Medical moneymakers | June 25, commentary
Nation's pay priorities out of balance
According to USA Today, the average major-league baseball player's pay is around $3,944,000, with many in eight figures. According to the chart in the Times, this would pay for about 17 surgeons. One major-league pitcher is being paid $28 million; according to the chart, the pay for this one player would pay 164 baby doctors or 120 surgeons.
The average major-league player in 1967 was paid $22,000, the equivalent of $170,000 today. What happened?
"American doctors are way overpaid"? This country needs to get its priorities in order.
Dr. Edwin L. Wildner Jr., Dunedin
Lies and hard truths | June 27, letter
Finding the truth tellers
This letter got me thinking about the people we think are entertaining — like Jon Stewart and Stephen Colbert. They are comedians not unlike the court jesters of old. The court jesters were the only ones in the king's court who could tell the truth without harm coming to them. So when I want the truth, I turn to people like them.
Mary Sheppard, Riverview
Retread tires pose risks
Once again recently, I was splattered with a large piece of a tire as it came off a truck on I-75, and there was no way for me to avoid it.
In May on a road trip of more than 4,000 miles, I could hardly find a single mile without some piece (large or small) that had come from a trucker's retread tire.
This is dangerous, expensive to clean up and unnecessary. The trucking industry is the backbone of our economy and I have total respect for the drivers, but we either need better retreads or no retreads. Give the industry six months to clear up this situation. Maybe this is something that even Republicans and Democrats can agree on.
Mark E. Salmon, Sun City Center
Remember day's meaning
A national holiday is near. How many people know what we should be celebrating? Of course, most say the Fourth of July. But what is the occasion?
We don't say "Merry 25th of December" or "Happy Fourth Thursday in November." So why do we say "Fourth of July"?
We are commemorating the adoption of the Declaration of Independence on July 4, 1776. Let's get back to saying Happy Independence Day — the reason we have the United States of America.
Patricia Keenan, New Port Richey
White House finds 'corrosive culture' at VA June 28
It boils down to money
Until we finally admit that we did not give the Department of Veterans Affairs a proper budget to do its job, we will continue to blame everyone and everything for inviting more people to the party than we had places at the table. It all boils down to money.
No one was prepared to handle the huge number of mangled bodies and minds of our returning vets, so no one hired enough doctors, no one built enough hospitals or clinics, no one bought enough equipment, supplies or medications to handle the onslaught.
Saying the VA didn't do enough is putting the blame on the wrong shoulders.
I was the wife of Marine Corps officer with posttraumatic stress syndrome. We went to the James A. Haley VA Medical Center weekly for many years, and not once did we see employees sitting around, doing nothing. The parking lots were packed, with cars often circling for hours waiting to find a space; the waiting rooms were the same, with no place to sit; the doctors and nurses were seeing two to three patients simultaneously, going from one bed to another, all of them haggard and apologizing for the wait and for being rushed. They were all doing all they could every day and never catching up.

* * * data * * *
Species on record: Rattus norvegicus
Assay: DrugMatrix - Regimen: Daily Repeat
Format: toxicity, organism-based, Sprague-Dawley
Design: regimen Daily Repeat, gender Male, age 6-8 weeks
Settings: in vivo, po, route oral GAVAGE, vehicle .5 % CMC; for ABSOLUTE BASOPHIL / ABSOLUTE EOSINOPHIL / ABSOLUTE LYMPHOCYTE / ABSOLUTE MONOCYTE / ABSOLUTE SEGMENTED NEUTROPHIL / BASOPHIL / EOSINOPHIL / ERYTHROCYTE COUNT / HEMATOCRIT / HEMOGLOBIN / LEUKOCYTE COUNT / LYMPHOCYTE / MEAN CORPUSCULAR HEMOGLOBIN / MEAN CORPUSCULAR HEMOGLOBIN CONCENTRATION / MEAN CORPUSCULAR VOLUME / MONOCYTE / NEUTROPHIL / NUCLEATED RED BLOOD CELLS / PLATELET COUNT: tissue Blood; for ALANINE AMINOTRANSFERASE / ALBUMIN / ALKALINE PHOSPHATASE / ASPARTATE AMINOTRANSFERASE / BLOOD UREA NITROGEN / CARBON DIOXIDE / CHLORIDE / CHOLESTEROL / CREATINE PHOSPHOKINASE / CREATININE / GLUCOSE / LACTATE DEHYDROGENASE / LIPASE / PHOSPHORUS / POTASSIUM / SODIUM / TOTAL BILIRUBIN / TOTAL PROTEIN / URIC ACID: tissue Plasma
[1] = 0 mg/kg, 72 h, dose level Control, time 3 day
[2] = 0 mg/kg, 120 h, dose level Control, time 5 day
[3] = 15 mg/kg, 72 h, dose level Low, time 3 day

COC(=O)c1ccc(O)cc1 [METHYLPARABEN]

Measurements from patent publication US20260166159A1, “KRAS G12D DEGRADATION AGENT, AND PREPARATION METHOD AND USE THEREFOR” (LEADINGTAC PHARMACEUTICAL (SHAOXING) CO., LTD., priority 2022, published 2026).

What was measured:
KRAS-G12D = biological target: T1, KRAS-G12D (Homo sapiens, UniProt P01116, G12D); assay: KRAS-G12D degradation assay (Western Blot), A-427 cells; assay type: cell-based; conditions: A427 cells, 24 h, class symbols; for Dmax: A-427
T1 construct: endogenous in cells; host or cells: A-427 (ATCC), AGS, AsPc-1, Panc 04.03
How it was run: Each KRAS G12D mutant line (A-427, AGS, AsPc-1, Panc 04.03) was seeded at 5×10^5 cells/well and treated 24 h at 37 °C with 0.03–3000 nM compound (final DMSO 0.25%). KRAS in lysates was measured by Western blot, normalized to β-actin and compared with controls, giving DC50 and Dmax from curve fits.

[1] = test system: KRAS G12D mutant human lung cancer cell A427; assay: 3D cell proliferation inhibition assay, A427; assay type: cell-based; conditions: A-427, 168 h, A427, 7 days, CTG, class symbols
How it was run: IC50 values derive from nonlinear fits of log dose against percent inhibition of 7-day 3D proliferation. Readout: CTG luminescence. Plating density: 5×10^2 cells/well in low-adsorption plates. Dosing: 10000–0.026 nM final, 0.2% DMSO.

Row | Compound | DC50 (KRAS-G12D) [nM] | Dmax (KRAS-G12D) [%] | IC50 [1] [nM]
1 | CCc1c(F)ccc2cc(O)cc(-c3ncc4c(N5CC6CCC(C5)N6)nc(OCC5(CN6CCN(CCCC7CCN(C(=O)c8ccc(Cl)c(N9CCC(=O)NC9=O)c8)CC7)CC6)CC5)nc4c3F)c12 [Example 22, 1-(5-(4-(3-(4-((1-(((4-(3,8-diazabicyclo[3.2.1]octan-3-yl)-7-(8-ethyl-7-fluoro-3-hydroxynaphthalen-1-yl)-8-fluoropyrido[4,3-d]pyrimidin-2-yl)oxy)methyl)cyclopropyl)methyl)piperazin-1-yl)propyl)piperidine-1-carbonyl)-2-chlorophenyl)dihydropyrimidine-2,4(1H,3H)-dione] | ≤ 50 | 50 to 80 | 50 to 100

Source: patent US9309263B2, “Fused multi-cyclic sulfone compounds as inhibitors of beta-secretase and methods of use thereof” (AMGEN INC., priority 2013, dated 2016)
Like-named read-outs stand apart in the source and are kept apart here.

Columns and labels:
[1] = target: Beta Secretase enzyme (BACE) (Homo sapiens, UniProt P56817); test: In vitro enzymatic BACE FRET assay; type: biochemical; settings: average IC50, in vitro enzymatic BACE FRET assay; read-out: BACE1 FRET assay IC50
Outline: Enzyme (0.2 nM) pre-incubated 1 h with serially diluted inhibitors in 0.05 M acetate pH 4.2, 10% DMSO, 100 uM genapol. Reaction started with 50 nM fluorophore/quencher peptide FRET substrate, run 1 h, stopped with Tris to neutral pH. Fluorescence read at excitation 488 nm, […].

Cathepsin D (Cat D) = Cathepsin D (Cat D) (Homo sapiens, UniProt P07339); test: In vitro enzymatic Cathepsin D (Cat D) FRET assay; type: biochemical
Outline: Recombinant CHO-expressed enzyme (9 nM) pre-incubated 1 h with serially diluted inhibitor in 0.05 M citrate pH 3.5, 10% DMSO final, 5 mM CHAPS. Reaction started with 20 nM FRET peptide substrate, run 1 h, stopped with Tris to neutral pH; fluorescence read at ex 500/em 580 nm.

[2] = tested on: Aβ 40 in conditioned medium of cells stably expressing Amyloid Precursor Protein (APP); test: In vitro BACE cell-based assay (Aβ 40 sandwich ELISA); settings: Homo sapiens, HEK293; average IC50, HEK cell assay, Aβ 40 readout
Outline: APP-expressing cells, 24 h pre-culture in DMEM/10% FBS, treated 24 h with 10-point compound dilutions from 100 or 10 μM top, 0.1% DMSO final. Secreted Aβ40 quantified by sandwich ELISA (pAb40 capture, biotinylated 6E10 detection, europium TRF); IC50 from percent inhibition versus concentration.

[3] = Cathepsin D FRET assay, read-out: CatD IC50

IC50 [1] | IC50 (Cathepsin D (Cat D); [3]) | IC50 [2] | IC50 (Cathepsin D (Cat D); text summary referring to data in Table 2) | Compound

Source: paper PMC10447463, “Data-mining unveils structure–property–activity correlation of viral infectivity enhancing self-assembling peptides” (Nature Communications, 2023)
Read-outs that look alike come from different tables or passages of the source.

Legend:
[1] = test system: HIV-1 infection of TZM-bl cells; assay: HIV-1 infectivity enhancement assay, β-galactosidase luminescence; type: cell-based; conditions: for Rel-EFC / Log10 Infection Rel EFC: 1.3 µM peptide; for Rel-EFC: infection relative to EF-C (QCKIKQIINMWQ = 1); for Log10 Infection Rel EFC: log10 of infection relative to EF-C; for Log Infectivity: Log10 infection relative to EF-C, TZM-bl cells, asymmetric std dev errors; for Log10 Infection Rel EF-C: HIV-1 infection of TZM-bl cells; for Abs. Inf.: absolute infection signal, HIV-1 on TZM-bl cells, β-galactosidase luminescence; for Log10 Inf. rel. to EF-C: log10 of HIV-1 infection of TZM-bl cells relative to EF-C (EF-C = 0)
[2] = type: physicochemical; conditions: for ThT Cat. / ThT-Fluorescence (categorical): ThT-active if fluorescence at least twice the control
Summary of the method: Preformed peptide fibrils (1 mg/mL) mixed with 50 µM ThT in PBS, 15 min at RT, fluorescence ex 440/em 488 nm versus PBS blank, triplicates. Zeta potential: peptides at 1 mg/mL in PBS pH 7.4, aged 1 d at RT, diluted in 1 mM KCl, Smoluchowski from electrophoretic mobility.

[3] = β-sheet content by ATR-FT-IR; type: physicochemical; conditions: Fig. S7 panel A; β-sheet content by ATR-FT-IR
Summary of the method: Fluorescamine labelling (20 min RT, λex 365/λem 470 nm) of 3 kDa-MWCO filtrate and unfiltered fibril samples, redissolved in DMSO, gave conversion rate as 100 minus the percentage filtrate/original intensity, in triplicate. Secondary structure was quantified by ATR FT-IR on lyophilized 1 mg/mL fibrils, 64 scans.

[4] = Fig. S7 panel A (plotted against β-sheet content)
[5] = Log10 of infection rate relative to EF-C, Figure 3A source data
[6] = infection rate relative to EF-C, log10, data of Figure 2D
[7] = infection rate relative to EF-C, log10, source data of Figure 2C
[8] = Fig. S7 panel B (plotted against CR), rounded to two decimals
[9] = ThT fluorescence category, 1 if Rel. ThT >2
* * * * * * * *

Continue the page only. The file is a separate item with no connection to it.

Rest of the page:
Despite that, the care was the best available at the time, and those VA employees should be commended and be proud of the job they did in the face of lack of funds and adequate space.
When we make the decision to enter into battles in foreign countries, we need to consider not just the costs to supply service members with weapons, but the need to provide for their lifetime care when they return home as broken people.
Judith Batson, Tampa
Star power arrives | June 29
I couldn't help but notice the irony of an article that begins by hailing Bill Clinton's star power and closes by noting that the Florida Democratic Party no longer refers to its fundraising event as the "Jefferson-Jackson Dinner" due to those two presidents' histories as slave owners.
It's a strange world where a president who stared into the camera and lied to the country (regardless of his justifications) is held in higher esteem than one of the founding fathers of our country.
If owning slaves is the issue, then there are many schools, streets and cities that will need to be renamed as well. Indeed, the "Washington" Redskins may be looking for two new names.
Bill Lynch, St. Petersburg
A long journey, only half done June 30, commentary
This Leonard Pitts column is a beautiful piece of writing. It's a perfect bookend to Ta-Nehisi Coates' article in June issue of the Atlantic, "The Case For Reparations." As Coates noted, "You don't eliminate 250 years of slavery, 90 years of Jim Crow, 60 years of separate but equal and 35 years of state-sanctioned redlining overnight."
Look to Germany. They paid reparations for their attempted genocide. Pay your debts, America, so we can all get on with our lives.
Thomas Hayes, Dunedin
Republicans for rights
Leonard Pitts' column continues to push the Democrats' false narrative that "conservatives" and "the political right" were against the 1964 Civil Rights Act. It is a well-known fact that Republicans voted for the act by a far greater percentage than did Democrats, but it's rarely mentioned. Perhaps PolitiFact might want to enlighten your readers.
Peter Ford, St. Petersburg